If you’ve been paying attention to the natural health market, you may have noticed a new trend emerging. Mushroom powder is popping up in coffee, powders, capsules and even beauty products.
Many are wondering: What is mushroom powder, and why would I want to use it?
Mushrooms are a group of superfoods with impressive nutrition contents and potential health benefits. They’re packed with disease-fighting and energizing nutrients.
That’s exactly why mushrooms are known as the “elixir of life” in Chinese medicine. They’ve been a part of traditional medicine for thousands of years.
Mushroom powder is exactly what it sounds like — dried mushrooms that are pulverized into powder. You can get many types of mushroom powder, as it can be made with any type of culinary mushroom.
Why bother consuming mushroom powder instead of just adding mushrooms to your diet? In powder form, you get a higher concentration of nutrients.
There are several types of mushroom powder available in stores, and you can always dehydrate fresh mushrooms and make your own at home. In stores, you can find powders made with one type of mushrooms and blends that are made of several.
Shiitake is a popular dried mushroom because it’s affordable and contains all eight essential amino acids, along with a fatty acid called linoleic acid.
Shiitake mushrooms are known to increase satiety, making them great for weight loss. They also contain phytonutrients that support heart health and immune function.
Porcini powder is commonly used to add flavor to broths, and sometimes it’s added to flour when making bread or pasta. They are known for their floury texture when ground.
Porcini mushrooms are rich in antioxidants, including beta-carotene, ascorbic acid and lycopene. They are also a good source of fiber and plant-based protein.
Chaga has an earthy flavor, and it contains vanillin, the same compound in vanilla bean.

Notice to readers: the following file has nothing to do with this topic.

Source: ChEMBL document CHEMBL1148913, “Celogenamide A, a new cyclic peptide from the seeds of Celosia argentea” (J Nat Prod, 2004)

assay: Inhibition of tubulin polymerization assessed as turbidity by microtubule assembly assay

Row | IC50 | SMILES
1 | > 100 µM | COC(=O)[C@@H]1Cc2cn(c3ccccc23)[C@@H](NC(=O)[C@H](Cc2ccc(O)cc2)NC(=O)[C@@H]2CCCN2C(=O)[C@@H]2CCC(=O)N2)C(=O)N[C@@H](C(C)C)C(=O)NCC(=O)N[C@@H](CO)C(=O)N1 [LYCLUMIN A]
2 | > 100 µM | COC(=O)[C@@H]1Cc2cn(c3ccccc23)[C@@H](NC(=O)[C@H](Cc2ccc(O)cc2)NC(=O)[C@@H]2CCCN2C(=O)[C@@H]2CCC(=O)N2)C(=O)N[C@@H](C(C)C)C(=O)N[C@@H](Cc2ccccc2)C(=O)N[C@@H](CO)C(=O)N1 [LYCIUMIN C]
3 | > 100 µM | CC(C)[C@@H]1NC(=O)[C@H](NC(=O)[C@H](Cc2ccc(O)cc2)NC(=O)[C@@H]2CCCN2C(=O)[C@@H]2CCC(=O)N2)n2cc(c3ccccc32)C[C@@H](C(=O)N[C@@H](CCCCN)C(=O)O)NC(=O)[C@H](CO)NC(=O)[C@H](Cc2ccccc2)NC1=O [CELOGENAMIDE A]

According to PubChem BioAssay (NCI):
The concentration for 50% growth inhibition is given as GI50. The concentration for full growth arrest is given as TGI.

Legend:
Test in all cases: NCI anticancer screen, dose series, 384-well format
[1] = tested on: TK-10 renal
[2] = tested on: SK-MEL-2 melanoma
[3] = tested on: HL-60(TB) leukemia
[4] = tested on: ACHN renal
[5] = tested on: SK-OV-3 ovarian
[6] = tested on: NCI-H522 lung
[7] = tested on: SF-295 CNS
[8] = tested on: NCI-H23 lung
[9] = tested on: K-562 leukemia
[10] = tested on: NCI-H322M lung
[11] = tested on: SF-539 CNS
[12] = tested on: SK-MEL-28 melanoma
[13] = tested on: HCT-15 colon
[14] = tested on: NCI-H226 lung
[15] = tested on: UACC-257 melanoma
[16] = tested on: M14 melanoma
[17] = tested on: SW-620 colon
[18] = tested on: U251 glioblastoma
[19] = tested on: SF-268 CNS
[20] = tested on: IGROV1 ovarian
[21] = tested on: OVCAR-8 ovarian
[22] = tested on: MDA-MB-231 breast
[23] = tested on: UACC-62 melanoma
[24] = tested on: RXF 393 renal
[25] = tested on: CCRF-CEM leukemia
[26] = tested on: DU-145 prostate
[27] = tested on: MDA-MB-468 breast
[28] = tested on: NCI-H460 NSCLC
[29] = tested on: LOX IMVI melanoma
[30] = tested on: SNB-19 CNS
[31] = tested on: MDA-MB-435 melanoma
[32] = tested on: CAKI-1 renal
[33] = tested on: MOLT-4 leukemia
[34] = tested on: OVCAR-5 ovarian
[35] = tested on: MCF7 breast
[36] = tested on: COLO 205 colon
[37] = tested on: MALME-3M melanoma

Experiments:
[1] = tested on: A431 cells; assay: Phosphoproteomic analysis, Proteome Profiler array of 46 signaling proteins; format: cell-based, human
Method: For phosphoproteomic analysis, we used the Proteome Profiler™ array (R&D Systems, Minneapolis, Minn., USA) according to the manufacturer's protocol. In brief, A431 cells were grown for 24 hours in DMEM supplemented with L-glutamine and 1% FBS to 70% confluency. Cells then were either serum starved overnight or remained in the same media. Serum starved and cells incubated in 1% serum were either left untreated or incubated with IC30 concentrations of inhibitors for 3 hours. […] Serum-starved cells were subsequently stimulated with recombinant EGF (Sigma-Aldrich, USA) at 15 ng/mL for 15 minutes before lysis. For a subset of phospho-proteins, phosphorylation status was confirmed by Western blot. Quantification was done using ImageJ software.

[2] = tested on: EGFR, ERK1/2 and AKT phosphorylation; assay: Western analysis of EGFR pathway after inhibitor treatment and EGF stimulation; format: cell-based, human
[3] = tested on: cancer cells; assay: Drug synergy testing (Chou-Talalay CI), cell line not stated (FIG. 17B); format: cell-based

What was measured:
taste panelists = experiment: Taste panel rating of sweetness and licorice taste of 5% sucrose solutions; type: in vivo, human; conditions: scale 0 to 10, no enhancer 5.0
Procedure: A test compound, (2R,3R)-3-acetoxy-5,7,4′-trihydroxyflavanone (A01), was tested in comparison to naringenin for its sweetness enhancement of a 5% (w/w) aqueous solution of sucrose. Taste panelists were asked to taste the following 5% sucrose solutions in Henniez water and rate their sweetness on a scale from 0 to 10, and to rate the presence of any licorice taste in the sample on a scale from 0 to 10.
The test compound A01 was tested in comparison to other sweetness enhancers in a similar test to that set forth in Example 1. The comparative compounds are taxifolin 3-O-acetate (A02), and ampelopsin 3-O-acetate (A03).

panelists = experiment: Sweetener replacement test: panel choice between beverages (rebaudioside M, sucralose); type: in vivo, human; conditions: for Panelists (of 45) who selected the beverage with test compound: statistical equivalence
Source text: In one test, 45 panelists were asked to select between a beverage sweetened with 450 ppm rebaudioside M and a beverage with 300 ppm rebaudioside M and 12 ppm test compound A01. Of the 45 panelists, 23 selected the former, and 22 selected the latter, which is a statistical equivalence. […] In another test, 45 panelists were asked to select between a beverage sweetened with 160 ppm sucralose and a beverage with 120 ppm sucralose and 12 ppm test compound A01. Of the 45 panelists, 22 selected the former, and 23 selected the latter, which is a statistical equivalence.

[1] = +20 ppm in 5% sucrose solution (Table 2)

It is ranked one of the top foods for oxygen radical absorbent capacity. That means that it’s an excellent source of antioxidants and can therefore help in the prevention of disease.
Chaga mushroom works as an inflammation reducer, and eating them may even improve physical endurance.
Lion’s mane is known as a nootropic food because of its brain-boosting properties. You’ll often see it in powdered form and added to mushroom coffee.
Research suggests that it may slow down cell degeneration in the brain, helping fight diseases like Alzheimer’s. Lion’s mane also supports heart and digestive health because of its anti-inflammatory effects.
Reishi mushroom has been valued in Chinese medicine for thousands of years. It goes by the nickname “king of mushrooms” and serves as an adaptogenic herb that helps the body deal with the negative effects of stress.
These mushrooms are jam-packed with antioxidants and health-promoting compounds, like polysaccharides. Reishi powder is used to balance hormones, promote heart health and stabilize blood sugar levels.
Cordyceps are a staple in holistic medicine and known as a superstar supplement that’s used to enhance athletic performance, reduce inflammation and promote cardiovascular health. They feature anti-inflammatory compounds and antioxidants that help fight disease, boost immune function and slow aging.
1. Enhances Brain Function
Mushroom powder is well-known for its positive affects on brain function. Lion’s mane powder, for instance, has been found to reduce the impact of neurodegenerative diseases by slowing or reversing cell degeneration in the brain.
It is often used to promote mental clarity and focus. It’s a popular supplement for overall cognitive health.
2. Supports Immune Health
Mushrooms often contain polysaccharides, molecules that have immunomodulatory effects and may enhance immune system function.
Research on chaga shows that the mushroom can stimulate spleen lymphocytes that work to regulate the immune system and boost the body’s ability to fight off invading viruses and bacteria.
3. Eases Stress
Traditionally, mushrooms have been used to reduce stress and anxiety.